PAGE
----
Northern Ireland Protocol: London breaching agreement

After several unproductive telephone calls between London and Brussels the British government has, as it had threatened to do, introduced a bill that suspends certain parts of the Northern Ireland Protocol. Under the new legislation, a fast-track procedure will apply to goods entering Northern Ireland at customs check points between the two islands, and Northern Irish companies will also be able to choose whether to apply British or EU standards.

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SRF (CH) /

A brazen move

On the SRF radio programme Echo der Zeit, London correspondent Patrik Wülser sees a disregard for the Brexit deal:

“The proposal comes across as diplomatic and friendly, but it is clearly a unilateral rewording of the Northern Ireland Protocol. When the foreign secretary presents this package to parliament [on Monday], she will clearly be opening up a multidimensional game of chess. ... In the end, London also has to convince Washington. The Biden administration has always said that a free trade agreement with the US will only happen if peace is guaranteed in Northern Ireland.”

Irish Independent (IE) /

Johnson risking too much

There is nothing positive about this announcement, writes the Irish Independent:

“With his trademark dismissiveness and misguided self-confidence, Boris Johnson has declared the unilateral breaching of an international agreement as 'not a big deal'. ... The dangerous move ... harms the rapport between the UK and the EU at a critical juncture in European affairs, it bruises Britain's international reputation as an honest broker and damages the Anglo-Irish relationship. Critically, it jeopardises the peace, stability and continuity brought about by the Good Friday Agreement. Another knock-on impact is on Ireland's membership of the single market, a crucial part of our economic prosperity.”

The Guardian (GB) /

Unnecessary escalation

This is an irresponsible and destabilising step, says The Guardian:

“By now declaring a readiness to abrogate an international agreement, Ms Truss has sent a damaging message to the world that Britain's word cannot be trusted. She has also needlessly antagonised our main trading partners, risking a downward spiral in relations with the EU at a time of economic crisis. There is an acceptance in Brussels that more flexible implementation of the protocol would be desirable, and a willingness to negotiate. Easements have already been offered, for example in relation to food-related checks and medicines. So why the escalation?”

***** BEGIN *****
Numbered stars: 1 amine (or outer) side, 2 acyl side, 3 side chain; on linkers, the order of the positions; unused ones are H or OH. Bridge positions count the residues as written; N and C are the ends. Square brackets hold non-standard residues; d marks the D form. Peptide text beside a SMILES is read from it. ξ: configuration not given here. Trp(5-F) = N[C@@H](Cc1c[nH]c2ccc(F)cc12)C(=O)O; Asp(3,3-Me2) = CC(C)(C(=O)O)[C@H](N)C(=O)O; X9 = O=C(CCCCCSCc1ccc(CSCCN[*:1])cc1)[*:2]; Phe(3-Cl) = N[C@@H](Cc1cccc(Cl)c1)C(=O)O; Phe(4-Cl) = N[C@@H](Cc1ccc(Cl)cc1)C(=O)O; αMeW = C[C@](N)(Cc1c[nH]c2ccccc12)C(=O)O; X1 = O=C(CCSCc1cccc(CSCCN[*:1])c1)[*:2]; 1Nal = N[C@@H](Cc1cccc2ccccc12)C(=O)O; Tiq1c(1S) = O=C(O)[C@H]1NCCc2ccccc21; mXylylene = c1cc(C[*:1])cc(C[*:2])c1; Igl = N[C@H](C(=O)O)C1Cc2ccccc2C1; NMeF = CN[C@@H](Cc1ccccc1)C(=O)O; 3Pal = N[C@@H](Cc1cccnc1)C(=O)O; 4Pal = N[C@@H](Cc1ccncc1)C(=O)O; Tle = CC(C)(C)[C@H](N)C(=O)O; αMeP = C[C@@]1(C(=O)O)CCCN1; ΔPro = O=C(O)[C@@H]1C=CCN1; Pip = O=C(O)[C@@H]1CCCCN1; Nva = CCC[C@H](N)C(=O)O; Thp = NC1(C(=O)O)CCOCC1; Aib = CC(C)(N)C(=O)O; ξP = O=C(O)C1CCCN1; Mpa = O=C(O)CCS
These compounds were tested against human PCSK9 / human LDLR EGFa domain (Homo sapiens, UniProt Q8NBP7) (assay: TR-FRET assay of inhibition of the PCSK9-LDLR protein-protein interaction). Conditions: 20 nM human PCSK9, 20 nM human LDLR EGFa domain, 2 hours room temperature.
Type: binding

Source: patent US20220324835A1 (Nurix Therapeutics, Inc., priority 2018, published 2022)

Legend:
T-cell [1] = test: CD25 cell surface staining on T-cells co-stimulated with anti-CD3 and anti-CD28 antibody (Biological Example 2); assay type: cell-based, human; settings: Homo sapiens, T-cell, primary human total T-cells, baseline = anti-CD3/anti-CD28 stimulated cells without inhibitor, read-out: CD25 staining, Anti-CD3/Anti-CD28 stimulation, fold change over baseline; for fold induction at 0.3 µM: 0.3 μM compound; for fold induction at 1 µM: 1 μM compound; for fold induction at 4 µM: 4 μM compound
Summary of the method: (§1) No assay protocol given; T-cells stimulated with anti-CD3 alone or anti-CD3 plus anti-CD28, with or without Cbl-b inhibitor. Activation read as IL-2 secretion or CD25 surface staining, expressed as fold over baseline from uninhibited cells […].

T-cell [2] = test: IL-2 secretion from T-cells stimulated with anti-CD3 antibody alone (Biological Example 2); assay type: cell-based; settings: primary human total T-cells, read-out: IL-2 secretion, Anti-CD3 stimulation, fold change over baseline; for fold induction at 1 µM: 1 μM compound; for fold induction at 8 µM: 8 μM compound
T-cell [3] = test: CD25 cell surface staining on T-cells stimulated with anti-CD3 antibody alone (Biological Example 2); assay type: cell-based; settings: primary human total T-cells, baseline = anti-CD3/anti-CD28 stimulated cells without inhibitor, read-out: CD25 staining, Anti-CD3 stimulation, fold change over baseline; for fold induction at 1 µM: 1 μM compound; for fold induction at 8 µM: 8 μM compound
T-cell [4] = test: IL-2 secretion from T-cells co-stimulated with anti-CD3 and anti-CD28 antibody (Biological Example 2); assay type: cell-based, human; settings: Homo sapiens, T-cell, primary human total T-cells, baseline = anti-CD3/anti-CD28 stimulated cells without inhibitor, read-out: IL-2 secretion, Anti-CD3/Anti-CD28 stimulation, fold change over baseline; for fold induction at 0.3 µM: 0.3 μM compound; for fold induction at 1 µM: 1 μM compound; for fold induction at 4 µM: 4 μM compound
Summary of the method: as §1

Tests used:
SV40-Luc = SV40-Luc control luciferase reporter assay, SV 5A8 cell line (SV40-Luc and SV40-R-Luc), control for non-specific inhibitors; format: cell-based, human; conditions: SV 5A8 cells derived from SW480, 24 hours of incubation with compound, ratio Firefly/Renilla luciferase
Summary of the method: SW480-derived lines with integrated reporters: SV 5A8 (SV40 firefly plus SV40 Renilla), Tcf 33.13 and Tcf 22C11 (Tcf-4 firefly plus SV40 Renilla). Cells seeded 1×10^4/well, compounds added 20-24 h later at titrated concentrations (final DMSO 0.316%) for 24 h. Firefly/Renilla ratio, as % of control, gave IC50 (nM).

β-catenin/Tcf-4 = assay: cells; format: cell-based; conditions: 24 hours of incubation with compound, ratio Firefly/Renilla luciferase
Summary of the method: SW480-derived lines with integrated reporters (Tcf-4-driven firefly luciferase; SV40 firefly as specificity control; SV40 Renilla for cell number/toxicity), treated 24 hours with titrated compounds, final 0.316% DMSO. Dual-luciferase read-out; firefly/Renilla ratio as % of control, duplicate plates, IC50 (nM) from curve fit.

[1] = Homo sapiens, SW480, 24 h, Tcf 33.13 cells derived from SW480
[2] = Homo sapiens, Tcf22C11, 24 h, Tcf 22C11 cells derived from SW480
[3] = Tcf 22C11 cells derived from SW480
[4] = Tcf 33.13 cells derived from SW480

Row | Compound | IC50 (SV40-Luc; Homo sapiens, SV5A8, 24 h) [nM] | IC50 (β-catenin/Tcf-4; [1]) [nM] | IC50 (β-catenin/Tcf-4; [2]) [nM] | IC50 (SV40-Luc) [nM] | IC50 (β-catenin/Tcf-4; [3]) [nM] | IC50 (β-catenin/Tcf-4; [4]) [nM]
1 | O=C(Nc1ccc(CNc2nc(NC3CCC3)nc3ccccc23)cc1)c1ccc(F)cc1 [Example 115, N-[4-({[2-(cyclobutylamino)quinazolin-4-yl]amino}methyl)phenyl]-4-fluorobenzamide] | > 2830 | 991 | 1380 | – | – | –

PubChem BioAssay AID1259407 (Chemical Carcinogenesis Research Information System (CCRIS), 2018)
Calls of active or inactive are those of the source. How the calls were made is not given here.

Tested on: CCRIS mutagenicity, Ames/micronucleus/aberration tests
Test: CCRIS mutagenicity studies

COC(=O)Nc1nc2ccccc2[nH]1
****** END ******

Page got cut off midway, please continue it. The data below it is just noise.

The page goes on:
The Daily Telegraph (GB) /

Show no weakness

London must now boldly take this step, The Daily Telegraph counters:

“The Protocol was agreed at a time when Remainers in Parliament were doing everything in their power to undermine the UK's position, including removing the option of walking away with a no-deal Brexit. The sequencing of the talks, as well as the EU's refusal to consider more innovative solutions to the Irish border issue, had tied the Government's hands. Moreover, ministers do not want to scrap the Protocol in its entirety. ... The worst outcome would be for the Government to raise the stakes and then shy away from action for fear of the consequences. Britain has paid the price before for showing weakness in the face of EU threats.”

Irish Examiner (IE) /

Papering over cracks instead of talking to EU

With his influence on the Unionists Johnson wants to influence the formation process of the Northern Ireland government, criticises Irish Examiner:

“That the protocol was a hard-fought element of the Brexit Treaty negotiated as part of an internationally binding agreement between the EU and Britain, and which was signed by Johnson and lauded by him as a 'great deal', seems of little consequence to the prime minister now. ... Instead of trying to cajole the Stormont parties 'back to work', he should be orchestrating talks with the EU and solving this problem in the correct forum rather than papering over the cracks in a wall he has helped to build himself.”

Sydsvenskan (SE) /

A sorry spectacle

Britain must come to terms with the fact that the Brexit also has negative consequences, Sydsvenskan argues:

“The Brexit agreement, which is supposed to prevent new border controls between Ireland and Northern Ireland, has created a border between Northern Ireland and the rest of the UK. With Brexit, the UK has not only created new borders between itself and the EU, but also within the UK. ... Boris Johnson led the fight for Brexit. Now he is unhappy with the consequences for Britain. Pathetic.”

Salzburger Nachrichten (AT) /

Johnson's lies are catching up with him

There's a simple way out of the dilemma for London, at least in theory, the Salzburger Nachrichten explains:

“Now Johnson and his brash foreign secretary Liz Truss want to torpedo the Northern Ireland Protocol without further ado. Unilaterally, and in breach of international laws and treaties. An absurd process, to put it mildly, because it was clear from the start that this would happen: the British province of Northern Ireland cannot be inside and outside the EU at the same time. ... There is a simple solution. London only needs to continue to apply the EU's food safety and animal welfare standards. Then most of the checks would no longer be necessary. But this would undermine another of Johnson's lies, namely that all EU rules are superfluous nonsense.”